Vlaamse Radio- en Televisieomroeporganisatie
|Type||Broadcast radio, television and online|
|Availability||Flanders (includes Brussels)|
The Vlaamse Radio- en Televisieomroeporganisatie (Flemish Radio and Television Broadcasting Organization), or VRT, is the national public-service broadcaster for the Flemish Region and Community of Belgium.
It is the successor to the Nationaal Instituut voor de Radio-omroep (NIR; 1930–60), Belgische Radio- en Televisieomroep (BRT; 1960–1991), and Belgische Radio- en Televisieomroep Nederlandstalige Uitzendingen (BRTN; 1991–1998). The NIR (known as the INR in French) and BRT (RTB in French) had each been single state-owned entities with separate Dutch- and French-language production departments, but with the growing degree of federalism resulting from state reform in Belgium, BRT/RTB went their separate ways in 1977. The former French half changed its name to RTBF in 1977, while the Dutch side retained the BRT name until becoming BRTN in 1991. However, the two broadcasters share production facilities on Auguste Reyerslaan (French: Boulevard Auguste Reyers) in Brussels.
The final renaming to VRT, on 1 January 1998, followed a change in the organization's legal status: from being part of a semi-governmental entity (a parastatale in Belgian terminology) it had, on 16 April 1997, became a publicly owned corporation (NV van publiek recht) in its own right.
As successors to the NIR/INR, VRT and its counterpart in the French Community of Belgium, RTBF, are both members of the European Broadcasting Union (EBU) – an association of public broadcasters in the countries of Europe and the Mediterranean rim that, amongst other activities, organizes the annual Eurovision Song Contest.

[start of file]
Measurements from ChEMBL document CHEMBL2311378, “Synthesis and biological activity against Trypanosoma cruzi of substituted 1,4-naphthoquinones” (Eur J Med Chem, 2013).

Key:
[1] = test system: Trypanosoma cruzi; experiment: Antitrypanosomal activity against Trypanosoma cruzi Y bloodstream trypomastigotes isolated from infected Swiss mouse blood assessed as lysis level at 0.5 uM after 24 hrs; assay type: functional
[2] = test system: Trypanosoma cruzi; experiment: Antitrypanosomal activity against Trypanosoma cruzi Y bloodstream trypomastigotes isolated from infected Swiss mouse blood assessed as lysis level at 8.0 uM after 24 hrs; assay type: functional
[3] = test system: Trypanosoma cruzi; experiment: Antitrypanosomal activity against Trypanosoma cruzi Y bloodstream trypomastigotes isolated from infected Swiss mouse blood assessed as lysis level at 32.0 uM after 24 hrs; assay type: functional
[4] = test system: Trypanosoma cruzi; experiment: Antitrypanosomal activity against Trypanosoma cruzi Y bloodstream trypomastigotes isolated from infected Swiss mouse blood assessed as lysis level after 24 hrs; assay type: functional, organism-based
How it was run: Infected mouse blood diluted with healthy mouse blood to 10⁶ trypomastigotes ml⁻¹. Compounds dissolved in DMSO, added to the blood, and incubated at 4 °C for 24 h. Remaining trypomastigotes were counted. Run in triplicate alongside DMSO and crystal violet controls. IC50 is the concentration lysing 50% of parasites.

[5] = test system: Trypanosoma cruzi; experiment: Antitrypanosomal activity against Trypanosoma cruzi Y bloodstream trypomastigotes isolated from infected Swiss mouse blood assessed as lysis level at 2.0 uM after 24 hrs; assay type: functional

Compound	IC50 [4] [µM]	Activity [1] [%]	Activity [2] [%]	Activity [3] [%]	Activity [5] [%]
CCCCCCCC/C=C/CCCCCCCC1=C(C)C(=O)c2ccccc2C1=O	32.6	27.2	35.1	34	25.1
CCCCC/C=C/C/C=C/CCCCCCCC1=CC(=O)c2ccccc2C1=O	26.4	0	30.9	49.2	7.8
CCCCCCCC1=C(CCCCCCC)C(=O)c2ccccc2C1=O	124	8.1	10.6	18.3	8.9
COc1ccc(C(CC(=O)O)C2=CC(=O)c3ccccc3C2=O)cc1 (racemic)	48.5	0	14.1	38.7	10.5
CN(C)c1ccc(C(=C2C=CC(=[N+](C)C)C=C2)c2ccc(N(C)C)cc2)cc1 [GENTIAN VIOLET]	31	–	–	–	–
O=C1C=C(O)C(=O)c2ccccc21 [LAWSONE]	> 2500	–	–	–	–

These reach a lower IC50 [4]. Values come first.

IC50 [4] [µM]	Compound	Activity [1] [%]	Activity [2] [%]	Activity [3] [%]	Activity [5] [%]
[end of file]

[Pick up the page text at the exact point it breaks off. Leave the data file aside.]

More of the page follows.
With the ending of the its television monopoly – marked by the creation of VTM, a commercial television company that initially captured more than half of VRT's audience – the public broadcaster has been compelled to fight back, and part of its successful response has been the use of external production houses such as Woestijnvis, the creator of such formats as The Mole (De mol) and Man bijt hond.
Television channels are transmitted on:
- Astra satellite on TV Vlaanderen Digitaal, an encrypted pay satellite service.
- Cable: analog and digital on all Belgian and Dutch cable providers;
- DSL lines through IPTV to Belgacom customers;
- Satellite free-to-air worldwide as a participant in the Dutch/Flemish BVN channel
- Terrestrial digital using DVB-T in Flanders on Norkring's network.
- Eén (Dutch for: one), the main channel, formerly known as VRT TV1. Started in 1953 on VHF channel 10. In PAL colour since 1971. In 1977 the transmission standard changed from Belgian 625 to European CCIR) standard.
- Ketnet, the children's channel and after Ketnet OP12
- Canvas, the quality TV channel
- Sporza, the sports channel
- Eén HD A HD-simulcast of Eén.
- Canvas HD A HD-simulcast of Canvas.
- BRTN TV2 was launched on 26 April 1977 as BRT TV2. BRT(N) TV2 broadcast Terzake and Het Journaal 8 uur until Sunday, 30 November 1997, when TV2 ceased transmission. On Monday 1 December 1997, BRTN TV2 was split into two channels: BRTN Ketnet and BRTN Canvas. The two channels were part of BRTN until 1998 – Canvas and Ketnet are still broadcasting as part of VRT2.
Analog and digital
- Radio 1, news, information and cultural channel
- Radio 2, popular channel
- Klara, classical music channel (formerly Radio 3)
- Studio Brussel, young and alternative channel
- Sporza, sports (radio & TV) [Sporza Radio only on Radio 1]
- MNM, hit music (formerly radio Donna)
- Klara continuo, speech-free classical music
- Nieuws+, latest news programme continuously repeated
- MNM Hits, continuous popular music
They also have a TMC service transmitted on Radio 2.
- List of radio stations in Belgium
- List of television stations in Belgium
- Bert De Graeve, former CEO
- Tony Mary, former CEO
- 16 April 'Belgian pubcaster to launch HD Channel' via Broadband TV News
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